Originally broadcast in 1964, The Keys of Marinus is a six-episode arc that features the doctor's original traveling companions, science teacher Ian Chesterton, history teacher Barbara Wright, and the doctor's granddaughter, Susan, who is given to screaming at the first sign of peril. Hartnell's doctor is a sprightly curmudgeon who relishes adventure and mystery, which he finds after the group lands on Marinus, an island of glass surrounded by a sea of acid. Doctor and company are compelled to retrieve four microcircuits that are the keys to the Conscience of Marinus, a computer that has eliminated evil from the minds of men (except apparently the evil Yartek and his web-suited Voords, who want to seize the machine). Their quest takes them most memorably to "a planet of the most contented people" (beware the brainwashing powers of the "mesmerent"), another world overrun by plants, and finally a city where Chesterton, framed for murder, is considered guilty until proven innocent--by the doctor, of course. As is characteristic of this series, the special effects are a hokey hoot and the actors sometimes step on each others' lines. Hartnell vacationed during production and is absent for two episodes. But this is a surprisingly prophetic cautionary tale: it may be good to heed the doctor's prescient observation that "man was not made to be controlled by machines." If you have yet to make an appointment with the doctor, perhaps the episodes featuring Tom Baker--the fourth and most popular of the doctors--are a more accessible introduction. --Donald Liebenson
Using travel dials, wrist teleporters, they go to where the four microcircuit keys are, first to the luxurious city of Morphoton, "sensuous, decadent, but pleasant" with kind hospitable people. Yet is all this luxury real?
Accompanied by Sabetha, Arbitan's daughter, and Altos, her love interest, the Doctor has the brilliant idea of splitting up. He goes to the civilized city of Millennius, while Ian and Barbara search a place where the vegetation is very dense and "when the whispering stars, it's death." Altos and Sabetha land on an icy area where they encounter a trapper Vasor, who isn't all he seems. On Millennius, Ian is falsely accused of murder and the Doctor becomes Sherlock Holmes in order to save Ian. A city where one is guilty before proven innocent cannot be all that civilized.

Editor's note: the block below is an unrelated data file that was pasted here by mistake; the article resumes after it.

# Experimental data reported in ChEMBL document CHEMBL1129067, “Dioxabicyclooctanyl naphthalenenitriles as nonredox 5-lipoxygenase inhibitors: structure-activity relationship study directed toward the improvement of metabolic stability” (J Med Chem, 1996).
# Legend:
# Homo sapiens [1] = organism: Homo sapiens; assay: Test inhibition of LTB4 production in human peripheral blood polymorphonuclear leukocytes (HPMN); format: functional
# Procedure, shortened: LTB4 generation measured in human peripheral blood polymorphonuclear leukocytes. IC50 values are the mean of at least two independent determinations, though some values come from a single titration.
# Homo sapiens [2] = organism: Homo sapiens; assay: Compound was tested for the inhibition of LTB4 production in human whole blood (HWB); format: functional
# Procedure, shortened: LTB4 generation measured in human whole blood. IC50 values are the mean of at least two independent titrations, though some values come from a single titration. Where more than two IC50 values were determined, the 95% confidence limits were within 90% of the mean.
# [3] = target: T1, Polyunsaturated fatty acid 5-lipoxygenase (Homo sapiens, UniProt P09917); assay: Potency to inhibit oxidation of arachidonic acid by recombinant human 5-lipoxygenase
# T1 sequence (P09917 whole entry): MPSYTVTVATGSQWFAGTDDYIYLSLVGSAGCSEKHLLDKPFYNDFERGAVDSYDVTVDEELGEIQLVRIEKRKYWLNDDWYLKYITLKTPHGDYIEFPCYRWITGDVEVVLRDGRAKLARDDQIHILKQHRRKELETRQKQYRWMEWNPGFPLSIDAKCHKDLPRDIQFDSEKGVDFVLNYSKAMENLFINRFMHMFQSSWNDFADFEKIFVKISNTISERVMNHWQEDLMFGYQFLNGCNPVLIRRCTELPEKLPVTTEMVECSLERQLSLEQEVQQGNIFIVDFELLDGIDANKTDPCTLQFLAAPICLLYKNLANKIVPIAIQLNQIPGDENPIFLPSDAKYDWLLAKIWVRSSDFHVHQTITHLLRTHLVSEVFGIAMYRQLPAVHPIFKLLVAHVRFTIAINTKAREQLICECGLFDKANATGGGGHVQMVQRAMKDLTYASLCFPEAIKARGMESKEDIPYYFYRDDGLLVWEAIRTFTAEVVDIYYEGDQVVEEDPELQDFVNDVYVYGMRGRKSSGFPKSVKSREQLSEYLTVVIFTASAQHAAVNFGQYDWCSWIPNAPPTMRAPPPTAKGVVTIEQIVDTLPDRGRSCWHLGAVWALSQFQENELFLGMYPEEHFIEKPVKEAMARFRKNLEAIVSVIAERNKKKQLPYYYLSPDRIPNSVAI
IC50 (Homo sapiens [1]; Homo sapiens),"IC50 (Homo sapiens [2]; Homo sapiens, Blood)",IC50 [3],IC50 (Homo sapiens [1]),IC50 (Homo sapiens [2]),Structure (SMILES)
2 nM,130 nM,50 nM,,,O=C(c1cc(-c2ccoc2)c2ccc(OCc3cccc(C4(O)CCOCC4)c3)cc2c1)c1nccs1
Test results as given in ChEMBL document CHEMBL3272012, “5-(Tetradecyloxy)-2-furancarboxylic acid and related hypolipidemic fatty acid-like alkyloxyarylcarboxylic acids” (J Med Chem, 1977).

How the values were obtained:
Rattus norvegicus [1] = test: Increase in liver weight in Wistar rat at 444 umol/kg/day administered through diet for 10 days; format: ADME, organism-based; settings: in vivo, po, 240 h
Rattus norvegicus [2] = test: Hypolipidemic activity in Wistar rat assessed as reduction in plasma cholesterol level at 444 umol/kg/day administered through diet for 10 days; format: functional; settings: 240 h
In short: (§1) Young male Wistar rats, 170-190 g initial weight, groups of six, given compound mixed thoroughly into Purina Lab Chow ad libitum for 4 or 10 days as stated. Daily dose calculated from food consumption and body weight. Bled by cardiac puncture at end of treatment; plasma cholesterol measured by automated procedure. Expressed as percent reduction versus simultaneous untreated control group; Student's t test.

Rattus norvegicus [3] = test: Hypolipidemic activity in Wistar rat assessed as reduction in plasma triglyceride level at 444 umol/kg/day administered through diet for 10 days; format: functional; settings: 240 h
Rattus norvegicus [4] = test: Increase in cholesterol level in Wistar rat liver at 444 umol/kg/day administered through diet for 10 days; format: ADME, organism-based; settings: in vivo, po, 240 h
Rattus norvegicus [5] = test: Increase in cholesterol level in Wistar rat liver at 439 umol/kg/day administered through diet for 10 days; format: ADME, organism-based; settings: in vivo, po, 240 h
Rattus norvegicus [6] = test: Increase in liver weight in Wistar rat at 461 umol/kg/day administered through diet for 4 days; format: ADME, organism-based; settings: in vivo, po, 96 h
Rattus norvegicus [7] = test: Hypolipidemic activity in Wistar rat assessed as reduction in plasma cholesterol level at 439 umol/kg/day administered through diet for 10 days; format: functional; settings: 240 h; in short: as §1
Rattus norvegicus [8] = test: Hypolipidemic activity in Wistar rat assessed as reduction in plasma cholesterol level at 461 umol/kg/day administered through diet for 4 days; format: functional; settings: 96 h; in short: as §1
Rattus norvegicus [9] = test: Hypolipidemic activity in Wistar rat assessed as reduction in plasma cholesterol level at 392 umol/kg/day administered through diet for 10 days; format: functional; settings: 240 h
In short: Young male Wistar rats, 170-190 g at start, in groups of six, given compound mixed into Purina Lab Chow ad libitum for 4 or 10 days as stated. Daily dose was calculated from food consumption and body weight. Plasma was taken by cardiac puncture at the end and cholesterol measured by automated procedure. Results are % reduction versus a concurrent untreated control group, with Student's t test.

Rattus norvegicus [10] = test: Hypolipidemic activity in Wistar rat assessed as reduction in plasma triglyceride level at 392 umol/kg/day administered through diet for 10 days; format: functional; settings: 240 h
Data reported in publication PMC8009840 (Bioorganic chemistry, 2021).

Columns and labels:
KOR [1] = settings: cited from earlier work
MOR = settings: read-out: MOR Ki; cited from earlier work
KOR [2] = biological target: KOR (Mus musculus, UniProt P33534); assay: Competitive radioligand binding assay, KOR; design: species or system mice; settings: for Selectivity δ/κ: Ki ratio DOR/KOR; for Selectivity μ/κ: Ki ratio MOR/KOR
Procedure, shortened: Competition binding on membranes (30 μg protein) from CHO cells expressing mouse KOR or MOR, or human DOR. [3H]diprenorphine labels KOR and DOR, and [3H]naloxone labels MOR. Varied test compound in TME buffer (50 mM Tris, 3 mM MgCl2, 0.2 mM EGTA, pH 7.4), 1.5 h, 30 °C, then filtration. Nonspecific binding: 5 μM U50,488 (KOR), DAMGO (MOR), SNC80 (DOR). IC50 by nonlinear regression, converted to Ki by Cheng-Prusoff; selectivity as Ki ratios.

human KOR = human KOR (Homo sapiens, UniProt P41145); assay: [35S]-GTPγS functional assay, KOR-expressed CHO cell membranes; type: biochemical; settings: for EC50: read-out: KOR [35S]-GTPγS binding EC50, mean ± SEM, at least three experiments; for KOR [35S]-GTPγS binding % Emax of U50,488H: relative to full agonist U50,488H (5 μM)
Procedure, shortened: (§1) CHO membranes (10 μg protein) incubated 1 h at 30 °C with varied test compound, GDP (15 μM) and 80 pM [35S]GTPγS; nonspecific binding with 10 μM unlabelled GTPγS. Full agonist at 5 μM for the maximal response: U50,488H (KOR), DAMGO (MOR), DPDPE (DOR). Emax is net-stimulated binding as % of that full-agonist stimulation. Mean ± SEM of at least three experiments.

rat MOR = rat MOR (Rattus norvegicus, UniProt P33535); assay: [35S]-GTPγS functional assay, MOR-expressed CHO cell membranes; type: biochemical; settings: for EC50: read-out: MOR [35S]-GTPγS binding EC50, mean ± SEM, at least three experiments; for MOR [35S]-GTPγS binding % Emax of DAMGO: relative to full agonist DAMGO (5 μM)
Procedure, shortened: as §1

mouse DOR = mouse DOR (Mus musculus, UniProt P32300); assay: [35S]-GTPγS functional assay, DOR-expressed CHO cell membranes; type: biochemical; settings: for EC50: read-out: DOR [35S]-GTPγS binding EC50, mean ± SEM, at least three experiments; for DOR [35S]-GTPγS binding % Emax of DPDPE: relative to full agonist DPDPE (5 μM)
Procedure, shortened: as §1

Ian shines the best in this story, as he comes out as reliable, trustworthy, and brave. One of his best hours. The interplay between Barbara and Susan remains. Susan trusts Barbara to tell her what she heard in the forest in the same way she tells her of the hand that touched on in the petrified forest in The Daleks. Barbara's her usual reassuring self here.
George Coulouris (Arbitan) is best known as the man who takes Kane from his parents in Citizen Kane and as the doctor in Murder On The Orient Express. Fiona Walker (Kala) would reappear in Who's 25th anniversary story, Silver Nemesis as Lady Peinforte.
The ultimate theme of this story is given in Doctor's final piece of advice to Sabetha: "I don't believe that man was meant to be controlled by machines. Machines can make laws, but they cannot be made to preserve justice. Only human beings can do that."
William Hartnell did not appear in Episodes 3 and 4 so he could take his holiday, yet he was credited for both episodes per his contract. A similar thing would also happen to Jacqueline Wright in The Web Planet a season later.
The Keys Of Marinus is interesting in that many concepts of the show later found its way to future Who stories. For example, the search for the four keys was expanded in the six Key To Time stories of 1978-79. The concept of the Conscience as a machine that bars evil, plus the five microkeys with a permutations of numbers and symbols was revisited in The Keeper Of Traken. An acid pool is also encountered in The Web Planet. Vegetation tha attacks appeared in The Seeds Of Doom. And it was written by the Chief Dalek himself, Terry Nation. Thank goodness this Hartnell story survived the BBC purge, because it's well worth it.